The Netherlands is probably the least mountainous country in the world, with our highest point, the Vaalserberg (Vaalser Mountain) peaking at a whopping 322 meters. And yet a very large part of our population loves mountains, and given an opportunity, we will take any mode of transportation to head to the higher parts of Europe. Each vacation period regular exoduses (is that word?) of our compatriots clog the main arteries of Europe (often with caravans) seeking the freedom and joy of the high terrains.
So from that point of view, it is not particularly surprising that two guys from the Netherlands founded Open Wear a few years ago, with the ambition to produce highly functional freeride (ski & snowboard) apparel, that are completely eco friendly, for a price that would make the larger outdoor apparel brands nervous, and consumers happy.
On the other hand, there’s is possibly the only serious outdoor brand coming from the Netherlands that we can think of. So it is seriously impressive that they managed to launch this brand, market it well, and of course, that the product is as good as it is.
We had the opportunity to review the Open One (their first series) freeride jacket and pants made of 100% recycled PET bottles, with a waterproofness of 45000 mm and a breathability rating of under 0.5 ReT and prices at € 389 and the pants come in at € 319. They only sell through their website, one of the ways they want to keep the prices down. The sets come both in Men and Women versions. For more information on the brand and their ECO-focus check out our recent blog post on the brand.
I wore the Open One set on two occasions, first on a one day quick in and quick out in Garmisch Partenkirchen (Germany), with icy slopes and temperatures in the shade just below zero and in the sun about 7 or 8 degrees Celsius. My second experience was during a week of snowboarding in Kleinwalsertal (Austria), with temperatures ranging from -27 degrees to +5 degrees. Unfortunately, neither of the two times was there powder to be had.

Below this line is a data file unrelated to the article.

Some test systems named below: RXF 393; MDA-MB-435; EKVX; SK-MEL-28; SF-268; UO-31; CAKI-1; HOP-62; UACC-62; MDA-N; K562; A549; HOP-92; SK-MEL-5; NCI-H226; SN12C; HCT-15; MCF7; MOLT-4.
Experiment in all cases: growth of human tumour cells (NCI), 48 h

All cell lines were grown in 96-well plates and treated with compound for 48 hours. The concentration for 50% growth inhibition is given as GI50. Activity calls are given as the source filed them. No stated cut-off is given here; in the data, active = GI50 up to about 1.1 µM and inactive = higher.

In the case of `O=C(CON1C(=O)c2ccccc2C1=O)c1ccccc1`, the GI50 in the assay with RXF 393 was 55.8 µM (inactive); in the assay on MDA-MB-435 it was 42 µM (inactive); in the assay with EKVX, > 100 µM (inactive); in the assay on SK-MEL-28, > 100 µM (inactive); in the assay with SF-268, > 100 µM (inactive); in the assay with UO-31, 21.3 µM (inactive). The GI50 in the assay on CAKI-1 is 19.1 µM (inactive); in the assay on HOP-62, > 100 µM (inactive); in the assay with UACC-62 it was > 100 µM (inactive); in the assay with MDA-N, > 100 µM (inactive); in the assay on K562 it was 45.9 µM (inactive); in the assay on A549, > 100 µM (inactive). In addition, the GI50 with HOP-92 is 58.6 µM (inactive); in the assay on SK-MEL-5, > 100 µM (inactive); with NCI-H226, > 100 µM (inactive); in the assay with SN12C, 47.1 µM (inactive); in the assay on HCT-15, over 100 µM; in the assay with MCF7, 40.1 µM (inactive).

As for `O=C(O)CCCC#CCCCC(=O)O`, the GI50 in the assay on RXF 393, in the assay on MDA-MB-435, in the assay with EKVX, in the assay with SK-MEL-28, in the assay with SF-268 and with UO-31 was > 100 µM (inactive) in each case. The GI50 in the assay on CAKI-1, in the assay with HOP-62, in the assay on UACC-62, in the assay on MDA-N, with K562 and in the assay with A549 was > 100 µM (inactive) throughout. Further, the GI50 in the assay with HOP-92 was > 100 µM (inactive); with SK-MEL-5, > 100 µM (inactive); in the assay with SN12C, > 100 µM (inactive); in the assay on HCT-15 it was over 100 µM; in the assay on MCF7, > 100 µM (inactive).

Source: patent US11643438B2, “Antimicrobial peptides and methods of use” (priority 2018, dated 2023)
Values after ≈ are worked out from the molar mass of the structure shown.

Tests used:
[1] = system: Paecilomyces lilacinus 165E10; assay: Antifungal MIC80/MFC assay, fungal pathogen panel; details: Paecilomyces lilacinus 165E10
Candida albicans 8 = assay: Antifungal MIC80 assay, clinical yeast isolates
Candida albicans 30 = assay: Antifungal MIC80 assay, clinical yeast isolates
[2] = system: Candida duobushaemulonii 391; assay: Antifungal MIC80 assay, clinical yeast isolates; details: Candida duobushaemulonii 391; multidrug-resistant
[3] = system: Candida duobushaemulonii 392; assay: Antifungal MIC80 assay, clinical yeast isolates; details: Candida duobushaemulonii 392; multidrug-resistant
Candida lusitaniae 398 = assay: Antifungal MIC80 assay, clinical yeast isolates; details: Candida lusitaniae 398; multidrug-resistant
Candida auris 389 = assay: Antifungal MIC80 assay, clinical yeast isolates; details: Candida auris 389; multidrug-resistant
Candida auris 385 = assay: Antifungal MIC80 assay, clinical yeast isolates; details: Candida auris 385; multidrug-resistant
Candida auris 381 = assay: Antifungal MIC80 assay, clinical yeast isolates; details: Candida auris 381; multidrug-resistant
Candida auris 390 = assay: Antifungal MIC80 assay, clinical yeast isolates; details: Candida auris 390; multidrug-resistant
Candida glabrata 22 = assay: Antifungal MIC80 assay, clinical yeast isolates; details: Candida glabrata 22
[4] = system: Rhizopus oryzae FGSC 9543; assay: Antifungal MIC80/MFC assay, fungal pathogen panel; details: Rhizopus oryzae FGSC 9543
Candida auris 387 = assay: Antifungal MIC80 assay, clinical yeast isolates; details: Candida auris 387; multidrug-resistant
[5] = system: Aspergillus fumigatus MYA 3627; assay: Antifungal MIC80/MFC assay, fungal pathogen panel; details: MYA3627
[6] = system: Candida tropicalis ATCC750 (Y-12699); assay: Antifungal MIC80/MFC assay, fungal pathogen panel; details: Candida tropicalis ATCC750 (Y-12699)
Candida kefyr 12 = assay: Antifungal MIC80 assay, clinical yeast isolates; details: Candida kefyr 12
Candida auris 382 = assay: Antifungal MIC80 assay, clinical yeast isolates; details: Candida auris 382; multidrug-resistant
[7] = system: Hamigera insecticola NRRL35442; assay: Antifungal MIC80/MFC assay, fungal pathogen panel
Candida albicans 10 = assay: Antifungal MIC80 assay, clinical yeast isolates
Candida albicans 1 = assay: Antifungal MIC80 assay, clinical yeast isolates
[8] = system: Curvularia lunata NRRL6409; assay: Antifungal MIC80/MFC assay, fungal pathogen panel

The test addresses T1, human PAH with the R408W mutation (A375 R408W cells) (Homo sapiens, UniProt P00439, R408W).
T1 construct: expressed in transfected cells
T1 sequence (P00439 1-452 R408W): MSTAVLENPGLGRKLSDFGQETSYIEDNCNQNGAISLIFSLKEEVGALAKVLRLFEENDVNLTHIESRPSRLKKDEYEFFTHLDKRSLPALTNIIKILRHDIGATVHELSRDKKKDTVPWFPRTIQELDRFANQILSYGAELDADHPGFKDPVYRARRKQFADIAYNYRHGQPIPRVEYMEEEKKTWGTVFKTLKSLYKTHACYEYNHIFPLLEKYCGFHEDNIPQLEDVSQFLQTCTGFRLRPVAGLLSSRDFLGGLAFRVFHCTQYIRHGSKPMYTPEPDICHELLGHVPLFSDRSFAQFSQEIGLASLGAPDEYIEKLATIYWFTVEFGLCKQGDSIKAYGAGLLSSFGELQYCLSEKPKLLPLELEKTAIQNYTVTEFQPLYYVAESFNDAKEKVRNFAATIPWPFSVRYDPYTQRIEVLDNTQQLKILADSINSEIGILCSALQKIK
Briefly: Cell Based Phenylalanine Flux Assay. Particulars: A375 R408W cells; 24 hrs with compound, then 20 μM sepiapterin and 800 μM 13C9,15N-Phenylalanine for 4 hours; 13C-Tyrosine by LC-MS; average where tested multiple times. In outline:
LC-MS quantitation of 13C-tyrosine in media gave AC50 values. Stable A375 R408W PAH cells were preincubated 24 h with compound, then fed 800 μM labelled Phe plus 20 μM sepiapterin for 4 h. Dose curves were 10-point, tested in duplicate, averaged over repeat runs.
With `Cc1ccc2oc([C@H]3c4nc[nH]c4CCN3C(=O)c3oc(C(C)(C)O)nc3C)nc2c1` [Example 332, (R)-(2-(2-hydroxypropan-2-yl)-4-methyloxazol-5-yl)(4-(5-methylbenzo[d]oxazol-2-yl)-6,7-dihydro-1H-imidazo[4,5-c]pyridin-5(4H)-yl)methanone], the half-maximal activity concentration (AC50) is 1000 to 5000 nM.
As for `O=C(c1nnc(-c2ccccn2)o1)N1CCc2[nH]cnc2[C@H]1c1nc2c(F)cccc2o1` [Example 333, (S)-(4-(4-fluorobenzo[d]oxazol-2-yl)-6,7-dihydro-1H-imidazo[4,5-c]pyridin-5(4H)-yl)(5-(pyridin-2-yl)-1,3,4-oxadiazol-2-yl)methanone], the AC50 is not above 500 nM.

First day on the mountain for winter holiday with my family. So much fun, and an opportunity to review some gear. Wearing the Open One 3-Layer Jacket and Pants by @open_wear and riding the Rome SDS Blur snowboard again. And important mention for our base camp @kwtlodge ! Great place to stay in @kleinwalsertal @kwt_travel @romesnowboards @romesnowboardsnl @romesnowboards_europe #romesds #romesnowboards #openwear #sustainable #eco #ecofriendly #winter #freeride #snowboard #snowboarding #snow #allmountain #mountains #nature #outdoor #outdoors #getoutside #getoutdoors #stayactive #theoutbound #nature #fun #play #new #review #shred #sendit #piste #fun #love #freeride #reviews